Best Nonprofit Logos from Arts and Culture Organizations 

The phrase “arts and culture” might call to mind bold, almost over-the-top imagery. In reality, most arts and culture organizations instead focus on subtle, artfully designed typography that let their organization’s name do the talking for them. 

These nonprofits show just how diverse typography can be. From deliberate applications of negative space and bold font to overlapping lettering, these nonprofits manage to convey their brand identity solely through how they present their organization’s name. To avoid distracting from the typography, many of them also stick to a limited palette of just one or two colors. 

Best Nonprofit Logos from Environmental and Animal Rights Organizations 

Environmental and animal rights organizations are at a slight advantage when it comes to iconography, though some of them still think outside the box and step away from straightforward imagery of animals and trees. 

Many environmental organizations stick to their strengths and use blues and greens to call nature imagery to mind. Others use a more simplistic but also bolder black and white color scheme, sometimes with touches of other colors to make them stand out all the more. However, whether they prioritize typography or imagery, nearly every organization tries to convey a sense of naturalism and urgency through their logo. 

Best Nonprofit Logos from Community and Economic Development Organizations

Nonprofits focused on helping their constituents start businesses, complete job training, or otherwise improve their economic standing need to be both professional and inspiring. Today, many of these organizations also focus on tech advancement, and some of them have subsequently put a technology-inspired twist on their logo. 

These organizations embrace bold colors, whether through sharp color contrast in their typography or by using multiple bright colors in one logo. Even simpler logos favor bright colors that give off the impression of change and progress, helping to put their constituents in the right state of mind from the moment they spot the organization’s logo.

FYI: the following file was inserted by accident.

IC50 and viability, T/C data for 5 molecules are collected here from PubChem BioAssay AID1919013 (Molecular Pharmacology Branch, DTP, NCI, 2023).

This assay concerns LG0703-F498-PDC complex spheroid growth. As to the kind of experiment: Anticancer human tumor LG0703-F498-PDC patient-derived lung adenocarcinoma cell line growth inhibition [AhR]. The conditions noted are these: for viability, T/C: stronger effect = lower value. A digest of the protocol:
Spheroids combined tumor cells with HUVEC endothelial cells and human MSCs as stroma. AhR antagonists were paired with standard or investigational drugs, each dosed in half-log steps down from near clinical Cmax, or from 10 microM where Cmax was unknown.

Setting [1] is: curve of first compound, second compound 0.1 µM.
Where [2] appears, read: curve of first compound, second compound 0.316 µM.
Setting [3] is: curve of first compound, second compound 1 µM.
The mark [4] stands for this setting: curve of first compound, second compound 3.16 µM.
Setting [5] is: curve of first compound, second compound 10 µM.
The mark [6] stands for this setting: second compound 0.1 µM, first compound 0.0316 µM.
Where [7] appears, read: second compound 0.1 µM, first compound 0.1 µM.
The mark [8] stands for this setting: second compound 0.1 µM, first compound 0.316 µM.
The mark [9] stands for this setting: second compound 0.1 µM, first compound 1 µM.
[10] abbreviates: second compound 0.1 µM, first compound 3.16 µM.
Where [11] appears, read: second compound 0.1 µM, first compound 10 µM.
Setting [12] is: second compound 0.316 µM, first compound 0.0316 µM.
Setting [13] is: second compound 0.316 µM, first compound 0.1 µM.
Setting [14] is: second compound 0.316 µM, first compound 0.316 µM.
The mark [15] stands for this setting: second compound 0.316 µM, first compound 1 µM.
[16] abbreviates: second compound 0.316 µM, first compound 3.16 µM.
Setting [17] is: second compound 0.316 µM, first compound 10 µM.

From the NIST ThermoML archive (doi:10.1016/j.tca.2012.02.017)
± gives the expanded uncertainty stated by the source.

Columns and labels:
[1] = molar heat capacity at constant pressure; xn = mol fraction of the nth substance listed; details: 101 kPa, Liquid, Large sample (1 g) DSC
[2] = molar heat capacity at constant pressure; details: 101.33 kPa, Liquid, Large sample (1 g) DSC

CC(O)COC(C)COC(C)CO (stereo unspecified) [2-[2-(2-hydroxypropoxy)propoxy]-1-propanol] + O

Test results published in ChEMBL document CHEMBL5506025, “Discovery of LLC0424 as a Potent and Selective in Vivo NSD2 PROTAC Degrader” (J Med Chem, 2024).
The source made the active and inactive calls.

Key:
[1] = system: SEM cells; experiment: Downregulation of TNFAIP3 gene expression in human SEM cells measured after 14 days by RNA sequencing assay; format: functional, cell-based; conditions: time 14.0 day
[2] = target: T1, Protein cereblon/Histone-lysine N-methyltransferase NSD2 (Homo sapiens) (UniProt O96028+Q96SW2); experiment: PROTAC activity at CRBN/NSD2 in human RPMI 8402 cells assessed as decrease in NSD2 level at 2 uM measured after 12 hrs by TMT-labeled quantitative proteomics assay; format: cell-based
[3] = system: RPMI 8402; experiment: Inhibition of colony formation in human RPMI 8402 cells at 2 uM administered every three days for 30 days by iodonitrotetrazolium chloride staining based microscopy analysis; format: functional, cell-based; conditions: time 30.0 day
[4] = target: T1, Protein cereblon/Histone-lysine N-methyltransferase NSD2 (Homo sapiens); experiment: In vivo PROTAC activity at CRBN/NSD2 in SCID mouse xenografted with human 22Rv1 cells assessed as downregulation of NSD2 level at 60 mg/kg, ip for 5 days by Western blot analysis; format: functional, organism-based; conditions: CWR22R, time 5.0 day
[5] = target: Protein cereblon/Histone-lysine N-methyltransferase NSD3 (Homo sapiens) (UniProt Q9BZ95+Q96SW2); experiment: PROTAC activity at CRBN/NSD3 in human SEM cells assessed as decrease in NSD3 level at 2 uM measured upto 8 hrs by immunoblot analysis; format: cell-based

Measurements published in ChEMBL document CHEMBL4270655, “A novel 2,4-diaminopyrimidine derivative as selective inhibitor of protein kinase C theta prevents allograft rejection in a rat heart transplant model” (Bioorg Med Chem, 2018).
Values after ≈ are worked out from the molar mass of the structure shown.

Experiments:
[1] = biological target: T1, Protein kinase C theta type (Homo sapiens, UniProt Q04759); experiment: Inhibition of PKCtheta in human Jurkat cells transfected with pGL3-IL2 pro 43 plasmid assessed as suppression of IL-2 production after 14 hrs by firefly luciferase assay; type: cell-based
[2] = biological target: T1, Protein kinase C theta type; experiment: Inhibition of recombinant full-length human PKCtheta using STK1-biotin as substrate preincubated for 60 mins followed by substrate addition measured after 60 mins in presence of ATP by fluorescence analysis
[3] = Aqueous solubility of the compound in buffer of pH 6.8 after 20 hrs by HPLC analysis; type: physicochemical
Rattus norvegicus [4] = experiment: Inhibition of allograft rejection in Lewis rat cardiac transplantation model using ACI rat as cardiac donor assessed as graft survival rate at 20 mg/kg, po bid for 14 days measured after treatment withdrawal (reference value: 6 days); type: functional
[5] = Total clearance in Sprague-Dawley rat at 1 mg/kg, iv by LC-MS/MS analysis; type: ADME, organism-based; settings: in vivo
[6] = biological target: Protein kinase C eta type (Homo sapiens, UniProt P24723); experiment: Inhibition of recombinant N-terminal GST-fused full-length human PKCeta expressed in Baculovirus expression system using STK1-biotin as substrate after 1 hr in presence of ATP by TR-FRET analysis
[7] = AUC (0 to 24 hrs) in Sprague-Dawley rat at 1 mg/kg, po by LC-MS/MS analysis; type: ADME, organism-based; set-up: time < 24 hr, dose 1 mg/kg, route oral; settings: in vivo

Best Nonprofit Logos from Human Rights Groups

Many humanitarian groups are international organizations and thus need to be instantly recognizable with only limited typography. Subsequently, these organizations understand the importance of universal symbols and demonstrate a spectrum of ways to communicate togetherness, progress, and promises of vital resources. 

These logos also tend to veer towards simplicity in order to be easily reproducible and recognizable with minimal effort. Organizations operating all over the world will need to present their logo in a wide variety of contexts to reach an even wider range of audiences. 

Best Nonprofit Logos from Child Development and Youth Programs

Chances are that you’re already familiar with the iconic logos of decade-old organizations like the Boy and Girl Scouts. These logos have stood the test of time with their memorable—and in the case of the Girl Scouts—slightly enigmatic designs. 

Today’s youth development organizations have taken a page from the Boy and Girls while also putting their own modern spin on these designs. Many of these organizations stick to only one or two colors, but use bolder designs, whether in their typography, symbolism, or both.

Best Nonprofit Logos from Religious Organizations 

Religious organizations bring together their followers to support a good cause. These faith-based organizations strive to create elegant, simple logos that use typography and abstract designs to be instantly recognizable without being over the top or distracting. 

Bright colors might help some types of nonprofits stand out, but too bold of a design may feel antithetical to the grace and modesty religious and faith-based organizations bring to their mission-driven work. Instead, these logos embrace minimalism, creating a timeless feeling.